|Born||Thomas Graeme Cameron Gibson|
9 August 1934
London, Ontario, Canada
|Died||18 September 2019 (aged 85)|
|Alma mater||University of Western Ontario|
|Notable works||Perpetual Motion (1982)|
|Spouse||Shirley Gibson (div. c. 1973)|
|Partner||Margaret Atwood (1973-2019; his death)|
Thomas Graeme Cameron Gibson (9 August 1934 - 18 September 2019) was a Canadian novelist. He was a Member of the Order of Canada (1992), a Senior Fellow of Massey College and one of the organizers of the Writers Union of Canada (chair, 1974-75). He was also a founder of the Writers' Trust of Canada, a non-profit literary organization that seeks to encourage Canada's writing community.
Gibson's family frequently moved around during his childhood, going from Halifax to Ottawa to Toronto where he attended Upper Canada College. As an author, Gibson wrote both novels and non-fiction. His first novel, Five Legs (1969), is widely regarded as a breakthrough in Canadian experimental literature. His other novels include Communion (1971), Gentleman Death (1993), and Perpetual Motion (1982). His non-fiction included Eleven Canadian Novelists (1973) and more recently, The Bedside Book of Birds (2005) and The Bedside Book of Beasts (2009).
An arts, environmental and social justice advocate, Gibson was one of the founders of the Writers' Union of Canada, which recognized his contribution by establishing an award in his honour in 1991. He was involved in the formation of the Writer's Trust of Canada and was a co-founder and president (1987-89) of PEN Canada.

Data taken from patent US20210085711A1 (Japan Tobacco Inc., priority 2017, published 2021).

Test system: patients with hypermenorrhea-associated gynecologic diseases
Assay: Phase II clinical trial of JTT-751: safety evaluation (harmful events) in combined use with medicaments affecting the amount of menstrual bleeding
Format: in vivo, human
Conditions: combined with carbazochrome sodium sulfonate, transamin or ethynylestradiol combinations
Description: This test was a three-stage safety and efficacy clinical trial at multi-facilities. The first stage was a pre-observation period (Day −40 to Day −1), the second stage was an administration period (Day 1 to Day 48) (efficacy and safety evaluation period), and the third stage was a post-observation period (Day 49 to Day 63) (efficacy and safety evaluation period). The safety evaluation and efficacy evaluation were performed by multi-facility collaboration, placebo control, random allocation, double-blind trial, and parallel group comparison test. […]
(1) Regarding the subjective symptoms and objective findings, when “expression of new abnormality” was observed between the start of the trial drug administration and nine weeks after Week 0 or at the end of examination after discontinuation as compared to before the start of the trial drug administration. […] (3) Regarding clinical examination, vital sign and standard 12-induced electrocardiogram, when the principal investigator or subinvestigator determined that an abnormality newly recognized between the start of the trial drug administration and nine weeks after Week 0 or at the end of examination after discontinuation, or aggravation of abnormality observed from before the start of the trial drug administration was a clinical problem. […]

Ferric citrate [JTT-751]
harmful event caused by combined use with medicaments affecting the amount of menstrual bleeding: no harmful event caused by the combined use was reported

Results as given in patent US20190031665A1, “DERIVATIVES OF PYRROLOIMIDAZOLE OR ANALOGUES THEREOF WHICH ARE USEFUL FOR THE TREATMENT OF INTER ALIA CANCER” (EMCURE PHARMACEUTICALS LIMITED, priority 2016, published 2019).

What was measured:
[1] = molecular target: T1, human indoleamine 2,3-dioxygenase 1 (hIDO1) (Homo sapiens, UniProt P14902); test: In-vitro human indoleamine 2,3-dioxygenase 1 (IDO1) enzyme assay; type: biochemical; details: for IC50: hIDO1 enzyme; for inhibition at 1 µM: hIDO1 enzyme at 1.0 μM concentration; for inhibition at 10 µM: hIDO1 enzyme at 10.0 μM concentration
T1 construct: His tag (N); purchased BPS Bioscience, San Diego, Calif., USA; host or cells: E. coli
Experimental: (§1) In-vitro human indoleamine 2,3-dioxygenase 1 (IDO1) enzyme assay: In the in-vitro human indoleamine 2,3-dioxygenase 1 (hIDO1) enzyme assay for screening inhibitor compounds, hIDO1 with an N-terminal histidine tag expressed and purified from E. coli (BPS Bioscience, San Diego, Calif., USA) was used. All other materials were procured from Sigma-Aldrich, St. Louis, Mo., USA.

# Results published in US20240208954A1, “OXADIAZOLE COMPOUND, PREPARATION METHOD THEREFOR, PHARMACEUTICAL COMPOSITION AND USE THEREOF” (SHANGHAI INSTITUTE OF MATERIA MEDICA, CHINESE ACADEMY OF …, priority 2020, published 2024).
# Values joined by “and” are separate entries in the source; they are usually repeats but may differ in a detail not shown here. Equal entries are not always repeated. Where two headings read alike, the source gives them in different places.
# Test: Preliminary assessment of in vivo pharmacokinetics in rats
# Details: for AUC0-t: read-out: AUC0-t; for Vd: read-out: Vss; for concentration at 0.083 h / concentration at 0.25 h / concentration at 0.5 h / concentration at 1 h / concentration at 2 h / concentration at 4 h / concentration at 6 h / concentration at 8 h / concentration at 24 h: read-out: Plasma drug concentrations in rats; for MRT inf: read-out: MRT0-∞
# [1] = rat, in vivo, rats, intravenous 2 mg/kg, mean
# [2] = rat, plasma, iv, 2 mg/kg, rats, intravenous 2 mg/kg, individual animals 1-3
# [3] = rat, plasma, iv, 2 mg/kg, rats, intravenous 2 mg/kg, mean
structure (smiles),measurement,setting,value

His environmental advocacy was largely focused around his longtime love of birds. He was a founder and chair of the Pelee Island Bird Observatory, served on the Council of the World Wildlife Fund, and with Margaret Atwood, as co-chair of Birdlife International's Rare Bird Club. He was a Fellow of the Royal Canadian Geographical Society, which awarded him a Gold Medal in 2015.
Gibson was married to publisher Shirley Gibson until the early 1970s, and together they had two sons, Matt and Grae. He later began dating novelist and poet Margaret Atwood in 1973. They moved to a semi-derelict farm near Alliston, Ontario, which they set about doing up and where according to Atwood they were making "attempts at farming, writing and trying to earn enough to live". Their daughter Eleanor Jess Atwood Gibson was born there in 1976. The family returned to Toronto in 1980. Atwood and Gibson stayed together until his death in 2019.
In 2017 Gibson was diagnosed with early signs of vascular dementia. He died on 18 September 2019 in London, England, where Atwood was promoting her new book, five days after having a big stroke. Atwood later said about his death that it had not been unexpected due to the vascular dementia, had been a good one--and in a good hospital, and his children had time to come and say goodbye--and that he had been "declining and he had wanted to check out before he reached any further stages of that".